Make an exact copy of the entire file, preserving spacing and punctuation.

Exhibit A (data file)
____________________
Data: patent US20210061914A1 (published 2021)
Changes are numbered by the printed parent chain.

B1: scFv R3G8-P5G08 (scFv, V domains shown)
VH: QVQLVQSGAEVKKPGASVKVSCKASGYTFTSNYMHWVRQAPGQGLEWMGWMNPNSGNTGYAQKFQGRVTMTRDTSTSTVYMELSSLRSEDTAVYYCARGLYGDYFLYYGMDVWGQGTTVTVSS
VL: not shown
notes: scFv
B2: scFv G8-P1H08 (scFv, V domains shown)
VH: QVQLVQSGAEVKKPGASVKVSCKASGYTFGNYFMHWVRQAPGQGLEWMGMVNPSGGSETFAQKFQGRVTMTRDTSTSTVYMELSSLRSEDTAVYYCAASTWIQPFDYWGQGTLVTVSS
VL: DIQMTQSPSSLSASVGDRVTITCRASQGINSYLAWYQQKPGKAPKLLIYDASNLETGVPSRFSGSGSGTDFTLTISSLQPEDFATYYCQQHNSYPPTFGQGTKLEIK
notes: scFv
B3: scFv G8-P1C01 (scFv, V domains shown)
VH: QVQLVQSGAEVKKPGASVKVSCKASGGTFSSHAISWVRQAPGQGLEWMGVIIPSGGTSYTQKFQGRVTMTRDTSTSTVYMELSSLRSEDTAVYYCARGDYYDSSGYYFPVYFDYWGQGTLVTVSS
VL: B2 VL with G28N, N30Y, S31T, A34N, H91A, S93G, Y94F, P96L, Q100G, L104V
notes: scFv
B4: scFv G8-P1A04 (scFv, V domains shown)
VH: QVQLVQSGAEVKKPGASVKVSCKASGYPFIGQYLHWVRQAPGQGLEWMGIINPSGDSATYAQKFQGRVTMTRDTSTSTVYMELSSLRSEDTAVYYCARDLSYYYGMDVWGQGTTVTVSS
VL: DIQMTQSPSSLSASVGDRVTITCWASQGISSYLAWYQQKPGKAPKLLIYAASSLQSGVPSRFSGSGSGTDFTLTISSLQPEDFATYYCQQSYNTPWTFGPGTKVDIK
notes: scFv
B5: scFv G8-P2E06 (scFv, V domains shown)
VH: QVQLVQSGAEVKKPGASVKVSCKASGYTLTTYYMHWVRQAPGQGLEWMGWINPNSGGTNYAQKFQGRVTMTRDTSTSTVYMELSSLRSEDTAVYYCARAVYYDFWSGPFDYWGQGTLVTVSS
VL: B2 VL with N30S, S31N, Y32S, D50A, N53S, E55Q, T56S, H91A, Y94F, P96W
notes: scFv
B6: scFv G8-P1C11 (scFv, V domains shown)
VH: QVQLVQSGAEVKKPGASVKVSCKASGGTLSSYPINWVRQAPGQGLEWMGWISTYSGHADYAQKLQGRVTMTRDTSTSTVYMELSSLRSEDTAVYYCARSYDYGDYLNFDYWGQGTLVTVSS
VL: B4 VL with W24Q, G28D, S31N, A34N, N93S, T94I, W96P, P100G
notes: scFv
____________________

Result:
Data: patent US20210061914A1 (published 2021)
Changes are numbered by the printed parent chain.

B1: scFv R3G8-P5G08 (scFv, V domains shown)
VH: QVQLVQSGAEVKKPGASVKVSCKASGYTFTSNYMHWVRQAPGQGLEWMGWMNPNSGNTGYAQKFQGRVTMTRDTSTSTVYMELSSLRSEDTAVYYCARGLYGDYFLYYGMDVWGQGTTVTVSS
VL: not shown
notes: scFv
B2: scFv G8-P1H08 (scFv, V domains shown)
VH: QVQLVQSGAEVKKPGASVKVSCKASGYTFGNYFMHWVRQAPGQGLEWMGMVNPSGGSETFAQKFQGRVTMTRDTSTSTVYMELSSLRSEDTAVYYCAASTWIQPFDYWGQGTLVTVSS
VL: DIQMTQSPSSLSASVGDRVTITCRASQGINSYLAWYQQKPGKAPKLLIYDASNLETGVPSRFSGSGSGTDFTLTISSLQPEDFATYYCQQHNSYPPTFGQGTKLEIK
notes: scFv
B3: scFv G8-P1C01 (scFv, V domains shown)
VH: QVQLVQSGAEVKKPGASVKVSCKASGGTFSSHAISWVRQAPGQGLEWMGVIIPSGGTSYTQKFQGRVTMTRDTSTSTVYMELSSLRSEDTAVYYCARGDYYDSSGYYFPVYFDYWGQGTLVTVSS
VL: B2 VL with G28N, N30Y, S31T, A34N, H91A, S93G, Y94F, P96L, Q100G, L104V
notes: scFv
B4: scFv G8-P1A04 (scFv, V domains shown)
VH: QVQLVQSGAEVKKPGASVKVSCKASGYPFIGQYLHWVRQAPGQGLEWMGIINPSGDSATYAQKFQGRVTMTRDTSTSTVYMELSSLRSEDTAVYYCARDLSYYYGMDVWGQGTTVTVSS
VL: DIQMTQSPSSLSASVGDRVTITCWASQGISSYLAWYQQKPGKAPKLLIYAASSLQSGVPSRFSGSGSGTDFTLTISSLQPEDFATYYCQQSYNTPWTFGPGTKVDIK
notes: scFv
B5: scFv G8-P2E06 (scFv, V domains shown)
VH: QVQLVQSGAEVKKPGASVKVSCKASGYTLTTYYMHWVRQAPGQGLEWMGWINPNSGGTNYAQKFQGRVTMTRDTSTSTVYMELSSLRSEDTAVYYCARAVYYDFWSGPFDYWGQGTLVTVSS
VL: B2 VL with N30S, S31N, Y32S, D50A, N53S, E55Q, T56S, H91A, Y94F, P96W
notes: scFv
B6: scFv G8-P1C11 (scFv, V domains shown)
VH: QVQLVQSGAEVKKPGASVKVSCKASGGTLSSYPINWVRQAPGQGLEWMGWISTYSGHADYAQKLQGRVTMTRDTSTSTVYMELSSLRSEDTAVYYCARSYDYGDYLNFDYWGQGTLVTVSS
VL: B4 VL with W24Q, G28D, S31N, A34N, N93S, T94I, W96P, P100G
notes: scFv